Generosity Abounds

My dear friend Nancy has breast cancer. Many of you reading this could probably have typed the same sentence; the disease seems to be epidemic.

We anticipate a happy ending to Nancy’s difficulty even in the face of surgery, chemotherapy, radiation, nausea, hair loss, fatigue and endless trips to the doctors who are optimistic. I’m writing about her challenge because I am once again moved to tears by people’s generosity.

Girlfriends go with her to chemotherapy and regale her with funny and touching stories to make the time pass quickly. Neighbors help get her trash cans out to the curb and back for weekly trash pick-up. Cards of encouragement and phone calls are received. Gifts arrive: colorful caps to cover her bald head; scarves to keep her neck warm, books to read; some co-workers even chipped in to pay for a personal chef to prepare meals that were frozen so they can be used as needed.

If all that weren’t enough to restore your faith in humanity, Nancy received an important gift that will go a long way toward keeping her stress level down and giving her ample opportunity to heal—she was given the gift of time. You see, Nancy works for an organization that allows employees to donate sick leave to co-workers. The people in Nancy’s mid-sized organization donated a total of 500 hours!

Some donors were close friends, others were acquaintances. The one that blew my mind was the man who donated 40 hours of his sick leave. He is about to retire which might cause you to think, “Well, he can’t use that sick leave anyhow so he can afford to be generous.” The truth is, when he retires he gets paid for any unused leave he has accumulated which means he gave up a week’s worth of income to someone he barely knows!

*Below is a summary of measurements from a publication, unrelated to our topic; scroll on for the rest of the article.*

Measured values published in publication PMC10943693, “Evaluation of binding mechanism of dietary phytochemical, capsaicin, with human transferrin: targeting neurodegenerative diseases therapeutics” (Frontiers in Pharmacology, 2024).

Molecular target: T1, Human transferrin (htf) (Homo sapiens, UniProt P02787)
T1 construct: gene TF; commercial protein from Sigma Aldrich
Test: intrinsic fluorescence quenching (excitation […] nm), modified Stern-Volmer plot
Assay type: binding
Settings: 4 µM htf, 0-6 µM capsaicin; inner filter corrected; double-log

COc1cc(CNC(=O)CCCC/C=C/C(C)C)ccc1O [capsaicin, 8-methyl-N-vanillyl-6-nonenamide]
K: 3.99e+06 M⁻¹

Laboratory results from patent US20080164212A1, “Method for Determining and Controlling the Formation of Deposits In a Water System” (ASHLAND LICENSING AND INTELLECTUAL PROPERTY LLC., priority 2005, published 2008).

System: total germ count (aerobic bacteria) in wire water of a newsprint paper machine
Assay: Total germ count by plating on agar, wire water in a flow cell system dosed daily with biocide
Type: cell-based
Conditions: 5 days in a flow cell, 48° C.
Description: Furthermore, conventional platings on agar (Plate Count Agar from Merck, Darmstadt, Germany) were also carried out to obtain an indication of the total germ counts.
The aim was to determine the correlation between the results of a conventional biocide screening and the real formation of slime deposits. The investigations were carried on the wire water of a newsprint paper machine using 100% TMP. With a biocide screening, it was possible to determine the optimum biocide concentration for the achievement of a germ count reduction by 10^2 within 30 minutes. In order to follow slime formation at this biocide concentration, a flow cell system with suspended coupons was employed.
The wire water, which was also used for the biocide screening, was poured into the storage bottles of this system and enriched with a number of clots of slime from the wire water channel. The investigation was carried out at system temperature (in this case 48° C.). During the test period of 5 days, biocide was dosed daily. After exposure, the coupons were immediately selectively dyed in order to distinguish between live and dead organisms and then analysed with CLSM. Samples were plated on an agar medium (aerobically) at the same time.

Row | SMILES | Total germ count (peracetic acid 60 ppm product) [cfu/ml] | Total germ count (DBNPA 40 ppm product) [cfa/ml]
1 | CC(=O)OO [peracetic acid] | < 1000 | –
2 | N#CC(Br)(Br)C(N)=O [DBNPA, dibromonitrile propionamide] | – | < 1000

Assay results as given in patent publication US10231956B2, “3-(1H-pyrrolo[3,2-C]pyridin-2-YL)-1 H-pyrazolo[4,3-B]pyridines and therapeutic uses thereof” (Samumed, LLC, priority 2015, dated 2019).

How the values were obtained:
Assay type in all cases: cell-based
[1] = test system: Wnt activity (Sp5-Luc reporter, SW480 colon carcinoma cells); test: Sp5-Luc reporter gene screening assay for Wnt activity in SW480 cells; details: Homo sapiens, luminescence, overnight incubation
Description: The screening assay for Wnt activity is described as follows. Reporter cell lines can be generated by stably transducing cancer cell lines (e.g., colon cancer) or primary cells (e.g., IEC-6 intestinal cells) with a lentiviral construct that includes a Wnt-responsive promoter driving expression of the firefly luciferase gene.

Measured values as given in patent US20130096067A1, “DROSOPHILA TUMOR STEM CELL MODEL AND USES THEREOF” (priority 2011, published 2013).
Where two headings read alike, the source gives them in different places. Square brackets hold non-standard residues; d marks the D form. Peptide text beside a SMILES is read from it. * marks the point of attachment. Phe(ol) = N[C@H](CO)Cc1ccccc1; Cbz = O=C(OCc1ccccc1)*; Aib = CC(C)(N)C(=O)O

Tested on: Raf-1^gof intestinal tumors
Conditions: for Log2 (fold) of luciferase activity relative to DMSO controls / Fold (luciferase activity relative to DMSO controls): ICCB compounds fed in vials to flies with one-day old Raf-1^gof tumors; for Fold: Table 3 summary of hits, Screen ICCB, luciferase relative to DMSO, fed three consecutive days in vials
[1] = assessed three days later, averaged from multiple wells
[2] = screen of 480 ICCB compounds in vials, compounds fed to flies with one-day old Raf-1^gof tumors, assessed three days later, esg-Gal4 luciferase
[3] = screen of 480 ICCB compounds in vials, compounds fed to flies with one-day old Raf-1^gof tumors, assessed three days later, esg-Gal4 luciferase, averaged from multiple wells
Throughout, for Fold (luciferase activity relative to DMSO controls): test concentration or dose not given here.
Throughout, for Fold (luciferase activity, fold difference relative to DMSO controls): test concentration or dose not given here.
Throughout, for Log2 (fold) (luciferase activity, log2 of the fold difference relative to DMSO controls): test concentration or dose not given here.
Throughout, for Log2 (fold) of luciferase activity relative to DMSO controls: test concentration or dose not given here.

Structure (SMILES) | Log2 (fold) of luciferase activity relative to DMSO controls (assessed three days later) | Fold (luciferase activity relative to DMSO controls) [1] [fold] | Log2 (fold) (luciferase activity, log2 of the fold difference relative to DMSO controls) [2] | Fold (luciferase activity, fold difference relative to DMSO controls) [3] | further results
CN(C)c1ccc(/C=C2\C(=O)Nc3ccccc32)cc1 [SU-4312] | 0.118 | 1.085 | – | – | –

It’s so easy to forget how wonderfully generous and supportive people can be, particularly those with whom we spend a lot of time; they annoy us and we waste precious time wishing they were different than how they are. But would we want their annoying quirks to go away if it also meant their supportive hearts would disappear?

We are all admittedly guilty of complaining about family, friends and co-workers and yet, when you get hit hard by a crisis, most of them rise to the occasion and beyond. Think about those around you. What do you think they would do if you faced a crisis? Don’t you know, at a very deep level, that they would help in any way possible? Perhaps they already have.

Here is the secret that has been repeatedly documented by researchers and psychologists: these acts of kindness are more beneficial for the giver than the recipient. In fact, the ripple effect goes beyond that: the person who extends the kindness experiences a surge of well-being, the recipient also feels good and (here’s the kicker) anyone who witnesses the kindness experiences a rush of serotonin. Everyone wins!

Think about it—have you ever seen a news story about neighbors helping neighbors after a fire or flood and been proud of being human? What about a movie “based on a true event” that documented people’s generosity? Maybe reading this column did the trick. Whenever you witness kindness, you immediately feel good.

Please don’t wait for a disaster to reveal your naturally generous spirit. Be kind to your family, friends and co-workers. If you’re very fortunate, you will never have a crisis that causes you to discover how amazingly supportive they can be. You know they’ll be there if you need them so why not treat them with gratitude now?

The Law of Attraction says, “You attract more of what you focus on.” By being appreciative of people’s supportive hearts, you will find yourself surrounded by more who are generous and you will find people appreciating you for your generosity.

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